WTF Fun Fact 12648 – When Einstein Turned Down a Presidency

Albert Einstein was asked to be president of Israel in 1952. He was considered to be the greatest Jew alive and offered both Israeli citizenship and a chance to continue his research. But he turned it down. Turns out, he just wasn’t that into people around people.

The request read:

Embassy of Israel
November 17, 1952

Dear Professor [Albert] Einstein:

The bearer of this letter is Mr. David Goitein of Jerusalem who is now serving as Minister at our Embassy in Washington. He is bringing you the question which Prime Minister Ben Gurion asked me to convey to you, namely, whether you would accept the Presidency of Israel if it were offered you by a vote of the Knesset. Acceptance would entail moving to Israel and taking its citizenship. The Prime Minister assures me that in such circumstances complete facility and freedom to pursue your great scientific work would be afforded by a government and people who are fully conscious of the supreme significance of your labors.

Mr. Goitein will be able to give you any information that you may desire on the implications of the Prime Minister’s question.

Whatever your inclination or decision may be, I should be deeply grateful for an opportunity to speak with you again within the next day or two at any place convenient for you. I understand the anxieties and doubts which you expressed to me this evening. On the other hand, whatever your answer, I am anxious for you to feel that the Prime Minister’s question embodies the deepest respect which the Jewish people can repose in any of its sons. To this element of personal regard, we add the sentiment that Israel is a small State in its physical dimensions, but can rise to the level of greatness in the measure that it exemplifies the most elevated spiritual and intellectual traditions which the Jewish people has established through its best minds and hearts both in antiquity and in modern times. Our first President, as you know, taught us to see our destiny in these great perspectives, as you yourself have often exhorted us to do.

Therefore, whatever your response to this question, I hope that you will think generously of those who have asked it, and will commend the high purposes and motives which prompted them to think of you at this solemn hour in our people’s history.

With cordial wishes,
Abba Eban

In his reply he wrote:

“I am deeply moved by the offer from our State of Israel [to serve as President], and at once saddened and ashamed that I cannot accept it. All my life I have dealt with objective matters, hence I lack both the natural aptitude and the experience to deal properly with people and to exercise official functions. For these reasons alone I should be unsuited to fulfill the duties of that high office, even if advancing age was not making increasing inroads on my strength. I am the more distressed over these circumstances because my relationship to the Jewish people has become my strongest human bond, ever since I became fully aware of our precarious situation among the nations of the world.”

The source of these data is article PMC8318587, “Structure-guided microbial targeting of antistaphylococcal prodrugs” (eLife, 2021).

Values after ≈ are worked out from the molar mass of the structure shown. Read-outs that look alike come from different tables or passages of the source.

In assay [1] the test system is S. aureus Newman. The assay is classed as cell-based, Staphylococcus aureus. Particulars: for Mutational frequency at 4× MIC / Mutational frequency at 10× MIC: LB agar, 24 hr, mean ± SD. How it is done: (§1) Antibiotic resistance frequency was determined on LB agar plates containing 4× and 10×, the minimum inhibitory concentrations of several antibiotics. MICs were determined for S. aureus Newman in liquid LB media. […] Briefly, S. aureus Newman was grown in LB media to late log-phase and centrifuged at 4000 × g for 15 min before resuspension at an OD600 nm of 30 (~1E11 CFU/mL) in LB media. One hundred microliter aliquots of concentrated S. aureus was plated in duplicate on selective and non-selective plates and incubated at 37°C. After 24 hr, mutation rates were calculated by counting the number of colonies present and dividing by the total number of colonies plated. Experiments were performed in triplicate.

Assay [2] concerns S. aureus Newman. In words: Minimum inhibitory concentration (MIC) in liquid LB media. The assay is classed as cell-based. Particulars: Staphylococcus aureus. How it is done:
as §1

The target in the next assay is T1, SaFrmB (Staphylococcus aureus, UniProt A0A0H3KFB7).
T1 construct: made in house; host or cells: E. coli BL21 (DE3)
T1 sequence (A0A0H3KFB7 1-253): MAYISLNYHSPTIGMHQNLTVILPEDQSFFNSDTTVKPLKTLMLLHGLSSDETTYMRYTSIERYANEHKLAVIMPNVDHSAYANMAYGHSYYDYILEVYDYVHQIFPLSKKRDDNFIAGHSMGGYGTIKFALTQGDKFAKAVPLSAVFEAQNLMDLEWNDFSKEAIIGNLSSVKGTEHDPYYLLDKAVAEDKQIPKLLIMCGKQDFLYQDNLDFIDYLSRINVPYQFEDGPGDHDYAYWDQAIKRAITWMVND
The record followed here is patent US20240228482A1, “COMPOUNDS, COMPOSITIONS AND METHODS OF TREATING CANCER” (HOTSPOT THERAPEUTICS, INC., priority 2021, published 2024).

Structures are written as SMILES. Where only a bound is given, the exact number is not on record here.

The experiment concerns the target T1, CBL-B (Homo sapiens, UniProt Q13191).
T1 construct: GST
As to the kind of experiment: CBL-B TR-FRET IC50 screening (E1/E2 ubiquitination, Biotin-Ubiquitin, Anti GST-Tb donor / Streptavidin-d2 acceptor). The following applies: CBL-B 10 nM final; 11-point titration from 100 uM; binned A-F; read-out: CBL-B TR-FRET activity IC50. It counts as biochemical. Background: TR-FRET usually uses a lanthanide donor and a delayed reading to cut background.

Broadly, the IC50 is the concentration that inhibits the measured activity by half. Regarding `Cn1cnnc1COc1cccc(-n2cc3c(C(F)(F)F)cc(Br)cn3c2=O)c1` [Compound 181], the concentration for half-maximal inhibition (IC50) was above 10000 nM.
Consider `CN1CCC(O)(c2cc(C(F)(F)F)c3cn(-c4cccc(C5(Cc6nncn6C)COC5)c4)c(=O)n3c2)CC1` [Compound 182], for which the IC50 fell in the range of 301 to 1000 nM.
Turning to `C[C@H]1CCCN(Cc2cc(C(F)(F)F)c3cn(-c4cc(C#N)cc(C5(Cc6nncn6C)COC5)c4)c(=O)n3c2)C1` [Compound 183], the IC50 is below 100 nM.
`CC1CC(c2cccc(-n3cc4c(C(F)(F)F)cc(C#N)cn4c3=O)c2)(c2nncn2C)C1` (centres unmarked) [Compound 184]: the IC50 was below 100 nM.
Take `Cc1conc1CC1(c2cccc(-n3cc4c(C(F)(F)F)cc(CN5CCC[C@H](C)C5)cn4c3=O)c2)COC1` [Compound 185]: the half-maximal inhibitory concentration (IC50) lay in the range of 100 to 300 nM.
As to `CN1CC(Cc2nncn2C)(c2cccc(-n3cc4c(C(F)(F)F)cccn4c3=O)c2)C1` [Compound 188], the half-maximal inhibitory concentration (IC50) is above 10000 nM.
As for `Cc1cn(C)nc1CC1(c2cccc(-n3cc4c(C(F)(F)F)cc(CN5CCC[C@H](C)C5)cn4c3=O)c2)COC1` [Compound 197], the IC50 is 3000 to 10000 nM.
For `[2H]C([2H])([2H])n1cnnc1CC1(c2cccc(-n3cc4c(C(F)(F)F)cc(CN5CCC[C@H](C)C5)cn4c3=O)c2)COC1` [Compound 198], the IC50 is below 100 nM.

– WTF fun facts

Source: “Offering the Presidency of Israel to Albert Einstein” — Virtual Jewish Library

WTF Fun Fact 12423 – The Hebrew Hobbit

In 1970, ten Israeli Air Force pilots and their comrades were captured during the War of Attrition between Israel and Egypt, Jordan, the Palestine Liberation Organisation (PLO), and their allies. The conflict lasted from 1967 to 1970, but the POWs were not released until 1973.

While in captivity, the men were eventually allowed to spend time together, albeit in a cramped cell. One distraction from their years-long nightmare came in the form of a book that one of the pilots was carrying. Yitzchak Fir’s brother had sent him a copy of J.R.R. Tolkien’s The Hobbit: Or There and Back Again. However, the book was in English, and not all captives could read it.

That’s when four of the pilots who could read English decided to translate the book for their fellow captives. Avinoam Kaldes, Rami Harpaz, Menachem Eini, and Yitzchak Fir first translated select parts and expressions. But once they realized it gave them a sense of purpose and a means of distraction. So they decided to translate the entire book from beginning to end.

It was a difficult task (and if you’ve read The Hobbit, you know that the poems in the book make translation particularly difficult). But working in pairs and editing the final draft, they finally got it done in four months.

It’s by no means the best Hebrew translation of The Hobbit, but it has the most remarkable story behind it. Their translation was formally published in 1977 by Zmora Bitan Publishers (in part with funding from the Israeli Air Force). – WTF Fun Facts

Source: “Translating “The Hobbit” in Captivity” — The Librarians